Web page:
Svetlana Kuznetsova may be a former Grand Slam tournament winner but she admits she is still learning how to handle the sport that has made her famous.
The 20-year-old Russian, who cites her victory over compatriot Elena Dementieva in the 2004 US Open final as her proudest moment, now knows that experience counts for plenty in the competitive world of professional tennis.
The powerful Kuznetsova, one of the new breed of all-conquering Russian women that also includes Maria Sharapova and Anastasia Myskina, is representing her country in the US$725,000 Hopman Cup teams tennis tournament here.
The event is an integral part of the lead-up to the year's first Grand Slam, the Australian Open starting in Melbourne on January 16, which in turn is the key to helping her restore her singles ranking.
After starting 2005 ranked fifth, Kuznetsova slipped 13 places to 18 after a series of lackluster performances in the second half of the year.
But she opened the season in fine style, blitzing American Lisa Raymond 6-4, 6-1 in her first Hopman Cup singles rubber in a contest which lasted just 72 minutes. Kuznetsova said she was happy with the effort, but recognizes the task confronting her is difficult.
"It's been tough," she said of the year just gone. "There's a lot of pressure ... put by myself on me."
She said expectations had been high since her US Open win and she had to learn how to handle the pressure of being a top-flight player.
"I think it's been improving a lot and you have to stay tough all the time to be on the top level ... it's pretty hard."
Learning how to balance the demands of the circuit and training comes with experience, said Kuznetsova.
"When you're young it's hard to understand this. You have to .. know exactly how many tournaments you have to play and stuff," she said.
Despite, Kuznetsova's win over Raymond, the U.S prevailed over Russia at the Hopman Cup after Taylor Dent blitzed Yuri Schukin 6-2, 6-0, and Raymond and Dent teamed up to clinch the tie with a 6-4, 6-1 mixed doubles victory.
Dokic comeback misfires
Former world No 4 Jelena Dokic made a dismal start on the comeback trail in the Auckland Classic women's tournament yesterday, lasting less than two hours before being beaten by unseeded German Julia Schruff in the first round.
She blamed nerves for her 5-7, 7-6 (7/3), 6-1 defeat which included 50 unforced errors.
"I was very nervous and I was very tight and I think that contributed to the loss today," said the 22-year-old now ranked 376th.
"When I was up 6-5 in the second (set) and getting close to winning, I just got really nervous. I think that's just a lack of matches."
She also joked about her 28 double faults saying she was "getting close to (Anna) Kournikova."
Dokic served six consecutive faults at one point after an umpiring error led to two restarts.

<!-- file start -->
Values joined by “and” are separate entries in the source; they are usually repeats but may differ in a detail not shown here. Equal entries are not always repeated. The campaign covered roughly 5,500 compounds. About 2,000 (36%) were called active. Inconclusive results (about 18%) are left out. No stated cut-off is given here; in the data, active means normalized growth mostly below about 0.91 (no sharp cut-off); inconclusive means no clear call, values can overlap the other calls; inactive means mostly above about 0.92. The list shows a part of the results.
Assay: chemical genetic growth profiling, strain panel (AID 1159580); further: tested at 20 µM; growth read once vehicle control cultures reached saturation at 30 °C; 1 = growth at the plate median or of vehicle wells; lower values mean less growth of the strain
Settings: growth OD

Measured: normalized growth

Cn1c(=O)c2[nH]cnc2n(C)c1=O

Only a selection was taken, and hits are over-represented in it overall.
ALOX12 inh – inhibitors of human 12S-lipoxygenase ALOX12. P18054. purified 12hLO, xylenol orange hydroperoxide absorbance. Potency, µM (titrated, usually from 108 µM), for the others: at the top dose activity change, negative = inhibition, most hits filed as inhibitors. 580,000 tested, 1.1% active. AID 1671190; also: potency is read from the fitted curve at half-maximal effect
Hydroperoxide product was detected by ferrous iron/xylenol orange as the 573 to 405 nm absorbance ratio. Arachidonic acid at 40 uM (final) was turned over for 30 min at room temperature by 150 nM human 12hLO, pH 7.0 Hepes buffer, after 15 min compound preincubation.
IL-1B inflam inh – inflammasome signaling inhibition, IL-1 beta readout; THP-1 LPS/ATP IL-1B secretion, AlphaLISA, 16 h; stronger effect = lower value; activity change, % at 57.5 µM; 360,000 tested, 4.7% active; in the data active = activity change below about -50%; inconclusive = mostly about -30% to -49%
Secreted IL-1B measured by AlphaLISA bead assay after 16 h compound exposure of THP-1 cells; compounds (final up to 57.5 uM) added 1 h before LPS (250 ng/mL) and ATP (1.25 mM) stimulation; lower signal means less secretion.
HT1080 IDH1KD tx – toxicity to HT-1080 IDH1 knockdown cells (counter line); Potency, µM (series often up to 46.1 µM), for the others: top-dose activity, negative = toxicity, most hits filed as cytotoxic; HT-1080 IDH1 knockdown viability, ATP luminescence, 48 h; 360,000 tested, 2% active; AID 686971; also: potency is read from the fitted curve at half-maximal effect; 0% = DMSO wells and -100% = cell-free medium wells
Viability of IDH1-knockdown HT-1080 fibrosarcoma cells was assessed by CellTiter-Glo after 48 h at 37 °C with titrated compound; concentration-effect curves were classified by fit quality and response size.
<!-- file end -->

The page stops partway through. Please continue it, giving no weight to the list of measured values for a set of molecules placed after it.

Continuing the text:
Despite promising to enjoy her rekindled tennis career, the frustrations were clear as she left the court after giving up the third set in just 20 minutes.
"I was very scared of playing again because I haven't been in this position for a long time," Dokic said.
Philippoussis advances in Adelaide
Mark Philippoussis advanced to the second round of the Australian hardcourt championships in Adelaide with a 6-4 3-6 6-4 victory over Vince Spadea of the United States yesterday.
Fifth-seed James Blake also moved into the second round after a comfortable win over Spaniard Alberto Martin as did Croatia's Ivo Karlovic, who upset eighth-seed Juan Ignacio Chela, and German Florian Mayer who beat Argentina's Juan Monaco 6-2, 6-4.
Britain's rising talent Andy Murray also advanced with a 3-6, 6-0, 6-2 victory over Italian qualifier Paolo Lorenzi, while top-seeded Lleyton Hewitt beat Jan Hernych 4-6, 6-2, 6-4.
Philippoussis, a former U.S. Open and Wimbledon finalist who is now ranked 172nd, managed to overcome three service breaks in the second set to beat the 75th-ranked Spadea.
"I'm very happy, a win is a win no matter how you look at it," Philippoussis told reporters. "The first match is always going to be tough, it's just good to get back out on the court and get that monkey off my shoulders."
French teen hope blows gasket
Richard Gasquet, the outstandingly gifted 19-year-old who has been billed a potential challenger to Roger Federer's crown, began 2006 with a shock defeat here on Monday.
The world number 17 from France lost 6-4, 6-4 in the first round of the Qatar Open to Tim Henman, who had been written off by some of his harsher British critics after the worst season of his career in 2005.
Gasquet made a fair number of spectacular passes with his celebrated backhand and had several moments when it seemed he might take control of the match.
But he was faced by an opponent who played his best tennis for more than 14 months, and looked to have at least partially rehabilitated himself from a degenerative back condition.
Henman also contained Gasquet's best weapons with slice and cunningly masked net approaches.
"It's difficult to play against him: he's a great player," Gasquet said of the former world number four.
"But I haven't played for a long time and it was a difficult match for me.